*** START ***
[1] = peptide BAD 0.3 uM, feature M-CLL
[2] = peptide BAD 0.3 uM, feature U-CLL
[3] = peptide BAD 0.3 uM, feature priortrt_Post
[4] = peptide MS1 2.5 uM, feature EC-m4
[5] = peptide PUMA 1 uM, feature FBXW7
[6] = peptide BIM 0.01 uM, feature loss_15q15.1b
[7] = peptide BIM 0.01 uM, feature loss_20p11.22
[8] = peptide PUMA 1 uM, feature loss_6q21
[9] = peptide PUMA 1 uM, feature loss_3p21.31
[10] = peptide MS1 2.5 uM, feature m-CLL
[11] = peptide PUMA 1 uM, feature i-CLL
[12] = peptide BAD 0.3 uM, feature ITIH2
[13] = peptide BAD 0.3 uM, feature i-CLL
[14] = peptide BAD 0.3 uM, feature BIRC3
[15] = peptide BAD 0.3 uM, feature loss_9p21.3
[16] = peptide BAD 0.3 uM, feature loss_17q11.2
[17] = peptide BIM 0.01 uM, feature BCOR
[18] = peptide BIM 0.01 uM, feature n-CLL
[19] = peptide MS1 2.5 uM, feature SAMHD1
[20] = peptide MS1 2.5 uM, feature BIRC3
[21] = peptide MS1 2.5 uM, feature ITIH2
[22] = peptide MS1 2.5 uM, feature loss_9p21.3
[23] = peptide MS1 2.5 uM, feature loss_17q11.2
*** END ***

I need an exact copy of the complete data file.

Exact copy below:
[1] = peptide BAD 0.3 uM, feature M-CLL
[2] = peptide BAD 0.3 uM, feature U-CLL
[3] = peptide BAD 0.3 uM, feature priortrt_Post
[4] = peptide MS1 2.5 uM, feature EC-m4
[5] = peptide PUMA 1 uM, feature FBXW7
[6] = peptide BIM 0.01 uM, feature loss_15q15.1b
[7] = peptide BIM 0.01 uM, feature loss_20p11.22
[8] = peptide PUMA 1 uM, feature loss_6q21
[9] = peptide PUMA 1 uM, feature loss_3p21.31
[10] = peptide MS1 2.5 uM, feature m-CLL
[11] = peptide PUMA 1 uM, feature i-CLL
[12] = peptide BAD 0.3 uM, feature ITIH2
[13] = peptide BAD 0.3 uM, feature i-CLL
[14] = peptide BAD 0.3 uM, feature BIRC3
[15] = peptide BAD 0.3 uM, feature loss_9p21.3
[16] = peptide BAD 0.3 uM, feature loss_17q11.2
[17] = peptide BIM 0.01 uM, feature BCOR
[18] = peptide BIM 0.01 uM, feature n-CLL
[19] = peptide MS1 2.5 uM, feature SAMHD1
[20] = peptide MS1 2.5 uM, feature BIRC3
[21] = peptide MS1 2.5 uM, feature ITIH2
[22] = peptide MS1 2.5 uM, feature loss_9p21.3
[23] = peptide MS1 2.5 uM, feature loss_17q11.2